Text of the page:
How to Say No Without Feeling Guilty

Written by Randy Stancovici

We’ve all been approached by someone asking for a favor. It could be at work, home, or even out with friends while painting the town red. It usually happens so unexpectedly that we feel pressured and compelled to say yes, regardless of what we currently have on our plate.

Sometimes we’re happy to help. We like this person and this favor won’t interfere with our lives in a significant manner. Other times, even though it’s not in our best interest to say yes, we do so anyway because we want to avoid feeling guilty.

But why feel guilty?

Before we advance to the how, let’s look at the why. It’s worth deconstructing why we feel guilty for saying no. Guilt is an emotion we feel when we have done something wrong. If you’ve truly wronged someone, guilt is an appropriate emotional reaction. But saying no is not an example of wronging someone.

This person might have to seek alternatives to your help, but it’s hardly harmful to their overall well-being—especially if it’s a small favor. Saying no puts this person in a position where they simply have to get creative and recalibrate their direction. Besides, it’s highly unlikely you’re this person’s only hope.

Another reason we feel guilty is because we’re nervous this person will resent us, or be angry. But this feeling is unreasonable. You need not look any further than yourself. Would you hold a grudge against someone denying you a favor? Most likely not. So, the same standard applies. All this fear of saying no is simply an emotional response to an unlikely reaction by the other party. Logically, it holds no merit.

Now that we’ve dispelled this notion, let’s take a closer look at how we can actually say no.

1. Offer an alternative solution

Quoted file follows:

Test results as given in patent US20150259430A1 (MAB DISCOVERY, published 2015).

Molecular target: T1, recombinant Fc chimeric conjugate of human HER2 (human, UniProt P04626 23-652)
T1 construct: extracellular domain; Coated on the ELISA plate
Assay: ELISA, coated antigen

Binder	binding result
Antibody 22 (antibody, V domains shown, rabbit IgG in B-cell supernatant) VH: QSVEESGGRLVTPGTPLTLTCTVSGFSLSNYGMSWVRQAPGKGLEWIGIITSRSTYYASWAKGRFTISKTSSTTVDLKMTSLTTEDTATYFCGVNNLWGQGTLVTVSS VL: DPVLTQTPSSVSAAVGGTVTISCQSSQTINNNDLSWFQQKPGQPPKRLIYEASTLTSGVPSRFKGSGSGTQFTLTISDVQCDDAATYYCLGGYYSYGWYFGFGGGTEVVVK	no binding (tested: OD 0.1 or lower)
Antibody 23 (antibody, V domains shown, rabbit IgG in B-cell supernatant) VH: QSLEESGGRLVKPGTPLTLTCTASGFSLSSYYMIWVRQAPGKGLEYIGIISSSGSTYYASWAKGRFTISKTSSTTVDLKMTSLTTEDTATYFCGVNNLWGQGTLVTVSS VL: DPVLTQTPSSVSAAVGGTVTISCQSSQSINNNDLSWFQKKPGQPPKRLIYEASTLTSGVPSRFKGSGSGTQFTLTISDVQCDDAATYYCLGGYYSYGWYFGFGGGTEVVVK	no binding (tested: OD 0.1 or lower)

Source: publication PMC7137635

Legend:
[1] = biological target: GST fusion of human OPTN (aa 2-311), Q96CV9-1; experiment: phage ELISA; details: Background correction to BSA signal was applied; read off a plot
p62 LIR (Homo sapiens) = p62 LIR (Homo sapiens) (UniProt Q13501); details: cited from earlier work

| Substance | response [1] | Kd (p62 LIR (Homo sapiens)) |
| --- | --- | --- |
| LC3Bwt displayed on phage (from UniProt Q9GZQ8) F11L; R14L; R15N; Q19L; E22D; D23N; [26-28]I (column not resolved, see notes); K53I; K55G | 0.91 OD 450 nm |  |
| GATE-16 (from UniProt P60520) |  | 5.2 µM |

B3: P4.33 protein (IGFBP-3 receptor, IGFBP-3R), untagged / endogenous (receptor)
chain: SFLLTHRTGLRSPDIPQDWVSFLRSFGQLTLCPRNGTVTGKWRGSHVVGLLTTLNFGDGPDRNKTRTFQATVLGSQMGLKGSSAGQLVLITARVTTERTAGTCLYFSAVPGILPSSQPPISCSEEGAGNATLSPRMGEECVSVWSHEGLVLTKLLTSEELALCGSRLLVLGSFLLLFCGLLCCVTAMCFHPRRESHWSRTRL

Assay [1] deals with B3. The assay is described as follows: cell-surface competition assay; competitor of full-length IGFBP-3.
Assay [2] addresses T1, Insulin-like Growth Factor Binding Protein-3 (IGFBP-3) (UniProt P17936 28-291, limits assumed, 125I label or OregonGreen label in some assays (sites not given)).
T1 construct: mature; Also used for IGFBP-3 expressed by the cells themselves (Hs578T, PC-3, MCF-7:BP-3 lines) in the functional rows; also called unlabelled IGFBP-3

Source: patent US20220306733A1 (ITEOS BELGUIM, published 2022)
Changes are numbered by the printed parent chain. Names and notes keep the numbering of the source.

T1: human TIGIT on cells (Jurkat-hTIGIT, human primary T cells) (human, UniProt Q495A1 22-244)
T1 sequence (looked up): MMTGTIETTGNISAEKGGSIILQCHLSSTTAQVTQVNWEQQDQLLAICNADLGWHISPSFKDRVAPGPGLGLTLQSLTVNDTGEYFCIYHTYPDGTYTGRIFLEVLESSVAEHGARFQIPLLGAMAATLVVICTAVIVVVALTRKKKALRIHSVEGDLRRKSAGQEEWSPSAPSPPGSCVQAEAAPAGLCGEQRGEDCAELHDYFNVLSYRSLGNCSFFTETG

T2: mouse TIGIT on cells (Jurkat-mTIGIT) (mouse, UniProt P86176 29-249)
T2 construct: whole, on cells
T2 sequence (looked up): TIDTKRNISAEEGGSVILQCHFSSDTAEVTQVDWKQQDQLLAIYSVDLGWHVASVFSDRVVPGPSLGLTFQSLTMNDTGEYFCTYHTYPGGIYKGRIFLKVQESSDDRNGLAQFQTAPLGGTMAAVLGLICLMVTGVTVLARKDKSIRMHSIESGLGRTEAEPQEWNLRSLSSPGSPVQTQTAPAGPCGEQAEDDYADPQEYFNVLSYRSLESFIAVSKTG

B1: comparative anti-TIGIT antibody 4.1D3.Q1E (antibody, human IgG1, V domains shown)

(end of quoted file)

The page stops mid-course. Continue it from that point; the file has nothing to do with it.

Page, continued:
“Sorry, I don’t have time to help you with building your cover letter, but here’s a link to an article on 5 resume tips to guarantee an interview.”

It’s quick, easy, and you offer the person an alternative solution. Just make sure you’re doing this to help, not just because you feel guilty.

2.  Show empathy when saying no

You want to show this person you truly understand their problem, but it simply isn’t something you can handle right now.

“I know you really need someone to take care of your dog while you’re on vacation, and you worry he won’t get enough exercise, but my job really just takes up too much of my time right now.”

Empathy is what connects us as human beings, so it’s important to convey this on some level.

3.  Blame your responsibilities

As mentioned in the previous example, work is always a good excuse. In fact, very often it’s the truth. We all work a lot so it’s definitely not a stretch and it most likely won’t raise any eyebrows.

4. Turn it into a compliment

Spin this into an opportunity to flatter the requester. Everyone loves a good ego boost.

“I’m surprised you’re asking me for help on this, I personally think you have far better taste than I do, but I’m very flattered that you’re giving me the opportunity to help you.”

And that’s when you drop the no bomb on them. Psychologically, you’re softening the blow while bolstering their ego. It’s a win-win.

5.  Say no without apologizing

Saying thank you instead of sorry makes a world of difference. Do not apologize or say sorry—that will only make the requester think you’re either lying or you feel guilty…especially if you keep emphasizing how sorry you are.

If you say no in a positive manner, that will make it more likely that the requester will leave the interaction feeling positive and upbeat.

So there ya have it. Make sure your no is quick and concise. Don’t drag your answer out for too long, otherwise it will make you look bad. It’s important to say no every now and again because sometimes we truly need the time for ourselves. There’s nothing wrong with that. We’ll conserve energy and time, and hopefully be able to help the next time around.

Source: BusinessInsider


About the author

Randy Stancovici

Randy graduated Baruch College with his BBA in Marketing in 2016. He is the Content Strategist for PandoLogic, where he is involved in content marketing, promotion, and SEO.